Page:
IBT Labs had been engaging in extensive scientific misconduct, including fraud. IBT Labs’ President and several top executives were indicted.
Today, all OECD countries follow the Principles of GLP, as do many other nations across the world. OECD stands for the Organization for Economic Co-operation and Development.
The harmonization of GLP standards across countries facilitates multinational research collaborations and streamlines the global approval process for new pharmaceuticals.
Wikipedia says that good laboratory practice:
“Applies to non-clinical studies conducted for the assessment of the safety or efficacy of chemicals (including pharmaceuticals) to man, animals, and the environment.”
Do not confuse the term GLP with Standards for Laboratory Safety, which is all about wearing the right gloves, glasses, and clothing.
Regulatory agencies globally oversee many different types of ‘practices.’ For example, they supervise good agricultural practices, good clinical practices, and good manufacturing practices.
GLP in the USA and EU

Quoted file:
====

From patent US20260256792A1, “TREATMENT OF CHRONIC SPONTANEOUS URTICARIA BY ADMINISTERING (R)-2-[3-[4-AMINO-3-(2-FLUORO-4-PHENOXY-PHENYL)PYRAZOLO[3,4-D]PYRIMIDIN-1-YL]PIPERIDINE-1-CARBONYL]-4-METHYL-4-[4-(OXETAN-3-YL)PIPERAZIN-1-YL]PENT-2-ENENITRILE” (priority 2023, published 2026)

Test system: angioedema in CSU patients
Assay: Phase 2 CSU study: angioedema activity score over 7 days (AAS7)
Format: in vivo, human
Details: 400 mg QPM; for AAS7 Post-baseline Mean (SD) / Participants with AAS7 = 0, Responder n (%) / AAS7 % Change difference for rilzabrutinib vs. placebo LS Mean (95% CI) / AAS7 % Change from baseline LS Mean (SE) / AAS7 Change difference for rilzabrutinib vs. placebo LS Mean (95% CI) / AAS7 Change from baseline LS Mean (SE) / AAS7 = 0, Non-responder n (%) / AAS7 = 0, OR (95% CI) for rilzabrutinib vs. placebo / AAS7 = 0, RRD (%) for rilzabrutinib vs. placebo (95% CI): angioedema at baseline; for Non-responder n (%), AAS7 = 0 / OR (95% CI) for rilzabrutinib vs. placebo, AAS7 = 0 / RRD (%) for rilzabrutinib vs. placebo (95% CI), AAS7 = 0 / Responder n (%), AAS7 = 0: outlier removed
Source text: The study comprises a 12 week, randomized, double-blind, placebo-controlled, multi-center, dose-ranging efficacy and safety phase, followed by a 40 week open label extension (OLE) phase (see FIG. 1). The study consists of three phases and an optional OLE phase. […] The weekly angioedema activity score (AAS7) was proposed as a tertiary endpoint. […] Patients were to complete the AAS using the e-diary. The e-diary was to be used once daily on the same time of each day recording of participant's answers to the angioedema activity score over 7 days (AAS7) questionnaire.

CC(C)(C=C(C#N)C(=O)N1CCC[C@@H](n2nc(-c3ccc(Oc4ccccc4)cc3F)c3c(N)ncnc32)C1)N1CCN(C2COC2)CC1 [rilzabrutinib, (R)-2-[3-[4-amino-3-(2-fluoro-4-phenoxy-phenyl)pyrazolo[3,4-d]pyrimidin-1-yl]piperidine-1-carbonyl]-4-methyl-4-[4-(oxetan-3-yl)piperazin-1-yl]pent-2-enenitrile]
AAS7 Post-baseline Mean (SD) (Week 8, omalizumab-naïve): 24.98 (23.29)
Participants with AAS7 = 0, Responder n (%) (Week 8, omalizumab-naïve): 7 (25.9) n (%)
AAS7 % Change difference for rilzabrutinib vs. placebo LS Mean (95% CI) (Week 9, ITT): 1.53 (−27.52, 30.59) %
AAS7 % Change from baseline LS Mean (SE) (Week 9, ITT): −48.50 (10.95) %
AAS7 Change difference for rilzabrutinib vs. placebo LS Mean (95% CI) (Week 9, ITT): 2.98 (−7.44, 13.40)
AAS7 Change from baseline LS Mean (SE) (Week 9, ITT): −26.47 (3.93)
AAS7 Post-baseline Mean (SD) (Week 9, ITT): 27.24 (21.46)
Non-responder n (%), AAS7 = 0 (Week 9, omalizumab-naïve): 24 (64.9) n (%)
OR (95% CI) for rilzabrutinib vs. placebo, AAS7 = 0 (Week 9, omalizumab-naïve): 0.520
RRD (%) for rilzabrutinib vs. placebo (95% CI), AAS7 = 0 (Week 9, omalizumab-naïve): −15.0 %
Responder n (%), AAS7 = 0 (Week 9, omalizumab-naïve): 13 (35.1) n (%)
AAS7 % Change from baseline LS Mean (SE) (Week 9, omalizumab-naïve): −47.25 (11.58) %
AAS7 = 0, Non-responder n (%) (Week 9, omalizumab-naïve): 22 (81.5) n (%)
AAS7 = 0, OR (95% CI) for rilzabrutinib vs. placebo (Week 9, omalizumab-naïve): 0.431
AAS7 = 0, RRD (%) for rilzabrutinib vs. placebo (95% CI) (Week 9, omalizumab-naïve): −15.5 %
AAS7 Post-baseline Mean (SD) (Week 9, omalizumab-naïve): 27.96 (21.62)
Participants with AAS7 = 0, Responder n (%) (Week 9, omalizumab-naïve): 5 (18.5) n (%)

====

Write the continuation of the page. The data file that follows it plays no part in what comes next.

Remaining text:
The United States Food and Drug Administration (FDA) has GLP rules in 21CFR58. In the US, people carrying out preclinical trials on animals use these rules. The FDA is America’s regulatory agency for medications, medical devices, food, cosmetics, and tobacco products.
In other words, researchers follow the rules before carrying out clinical research on humans.
If an organization does not follow the FDA rules or OECD Guidelines, it will find it hard to apply for a New Drug Application in the US. In fact, the New Drug Application in the US will probably stay on hold perpetually.
Since 1987, the European Council has adopted two basic Directives as well as a Decision related to the application of the GLP principles.
The rules and regulations regarding good laboratory practice in the EU apply across the whole economic bloc. Therefore, if a laboratory complied with the rules in one country, its processes are valid in all other EU member states.
Other “Good Practice” terms
There are many “Good Practice (GXP)” terms that refer to accepted methods and practices in various professional fields, particularly in highly-regulated industries. Let’s take a look at some of them, their meanings, and how we can use the terms in a sentence: